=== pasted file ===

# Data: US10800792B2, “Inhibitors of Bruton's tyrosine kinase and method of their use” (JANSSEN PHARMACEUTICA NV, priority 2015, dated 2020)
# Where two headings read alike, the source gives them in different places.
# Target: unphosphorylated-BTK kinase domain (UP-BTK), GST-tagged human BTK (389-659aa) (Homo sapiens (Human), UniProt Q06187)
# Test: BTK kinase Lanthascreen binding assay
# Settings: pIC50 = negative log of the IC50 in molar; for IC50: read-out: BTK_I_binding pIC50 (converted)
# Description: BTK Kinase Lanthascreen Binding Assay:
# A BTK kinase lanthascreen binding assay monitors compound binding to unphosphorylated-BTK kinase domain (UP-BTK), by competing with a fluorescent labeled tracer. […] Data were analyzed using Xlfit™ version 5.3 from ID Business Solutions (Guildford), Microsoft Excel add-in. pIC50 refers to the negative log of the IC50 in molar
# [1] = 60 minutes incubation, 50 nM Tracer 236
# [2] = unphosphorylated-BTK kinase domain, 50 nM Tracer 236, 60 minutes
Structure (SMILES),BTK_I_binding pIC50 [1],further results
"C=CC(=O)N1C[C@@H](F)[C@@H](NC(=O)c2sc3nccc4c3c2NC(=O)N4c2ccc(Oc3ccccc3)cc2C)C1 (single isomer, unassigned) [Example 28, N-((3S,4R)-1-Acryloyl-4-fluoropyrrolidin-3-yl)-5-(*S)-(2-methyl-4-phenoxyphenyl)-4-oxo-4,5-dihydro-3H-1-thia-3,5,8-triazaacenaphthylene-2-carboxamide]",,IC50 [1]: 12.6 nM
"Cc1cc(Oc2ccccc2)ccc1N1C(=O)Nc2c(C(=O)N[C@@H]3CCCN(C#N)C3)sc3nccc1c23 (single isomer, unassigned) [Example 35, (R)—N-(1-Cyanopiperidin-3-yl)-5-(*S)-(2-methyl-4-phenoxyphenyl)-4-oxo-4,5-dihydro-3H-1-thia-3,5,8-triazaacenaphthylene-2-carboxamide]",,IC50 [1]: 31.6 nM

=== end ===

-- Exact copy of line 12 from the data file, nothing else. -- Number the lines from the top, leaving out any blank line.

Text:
"Cc1cc(Oc2ccccc2)ccc1N1C(=O)Nc2c(C(=O)N[C@@H]3CCCN(C#N)C3)sc3nccc1c23 (single isomer, unassigned) [Example 35, (R)—N-(1-Cyanopiperidin-3-yl)-5-(*S)-(2-methyl-4-phenoxyphenyl)-4-oxo-4,5-dihydro-3H-1-thia-3,5,8-triazaacenaphthylene-2-carboxamide]",,IC50 [1]: 31.6 nM